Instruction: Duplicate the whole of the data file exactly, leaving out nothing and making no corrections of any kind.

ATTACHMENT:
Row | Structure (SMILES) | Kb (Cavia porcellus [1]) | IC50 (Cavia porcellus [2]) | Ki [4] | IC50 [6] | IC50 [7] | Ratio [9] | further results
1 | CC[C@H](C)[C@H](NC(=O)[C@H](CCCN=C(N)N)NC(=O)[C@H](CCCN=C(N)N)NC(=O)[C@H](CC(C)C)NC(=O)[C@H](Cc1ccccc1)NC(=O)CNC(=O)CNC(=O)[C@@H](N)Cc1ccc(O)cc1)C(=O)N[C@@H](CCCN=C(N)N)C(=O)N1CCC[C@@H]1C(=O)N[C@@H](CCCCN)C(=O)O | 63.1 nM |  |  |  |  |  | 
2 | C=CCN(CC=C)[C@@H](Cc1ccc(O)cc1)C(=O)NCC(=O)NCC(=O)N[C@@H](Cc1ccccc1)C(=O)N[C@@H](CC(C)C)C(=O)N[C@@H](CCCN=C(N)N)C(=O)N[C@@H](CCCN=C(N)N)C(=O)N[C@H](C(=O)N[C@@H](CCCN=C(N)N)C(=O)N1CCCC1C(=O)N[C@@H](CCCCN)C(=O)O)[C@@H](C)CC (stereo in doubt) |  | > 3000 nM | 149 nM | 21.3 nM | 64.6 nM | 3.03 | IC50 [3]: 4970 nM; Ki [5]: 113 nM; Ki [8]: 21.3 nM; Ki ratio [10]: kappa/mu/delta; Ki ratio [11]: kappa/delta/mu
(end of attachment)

Row | Structure (SMILES) | Kb (Cavia porcellus [1]) | IC50 (Cavia porcellus [2]) | Ki [4] | IC50 [6] | IC50 [7] | Ratio [9] | further results
1 | CC[C@H](C)[C@H](NC(=O)[C@H](CCCN=C(N)N)NC(=O)[C@H](CCCN=C(N)N)NC(=O)[C@H](CC(C)C)NC(=O)[C@H](Cc1ccccc1)NC(=O)CNC(=O)CNC(=O)[C@@H](N)Cc1ccc(O)cc1)C(=O)N[C@@H](CCCN=C(N)N)C(=O)N1CCC[C@@H]1C(=O)N[C@@H](CCCCN)C(=O)O | 63.1 nM |  |  |  |  |  | 
2 | C=CCN(CC=C)[C@@H](Cc1ccc(O)cc1)C(=O)NCC(=O)NCC(=O)N[C@@H](Cc1ccccc1)C(=O)N[C@@H](CC(C)C)C(=O)N[C@@H](CCCN=C(N)N)C(=O)N[C@@H](CCCN=C(N)N)C(=O)N[C@H](C(=O)N[C@@H](CCCN=C(N)N)C(=O)N1CCCC1C(=O)N[C@@H](CCCCN)C(=O)O)[C@@H](C)CC (stereo in doubt) |  | > 3000 nM | 149 nM | 21.3 nM | 64.6 nM | 3.03 | IC50 [3]: 4970 nM; Ki [5]: 113 nM; Ki [8]: 21.3 nM; Ki ratio [10]: kappa/mu/delta; Ki ratio [11]: kappa/delta/mu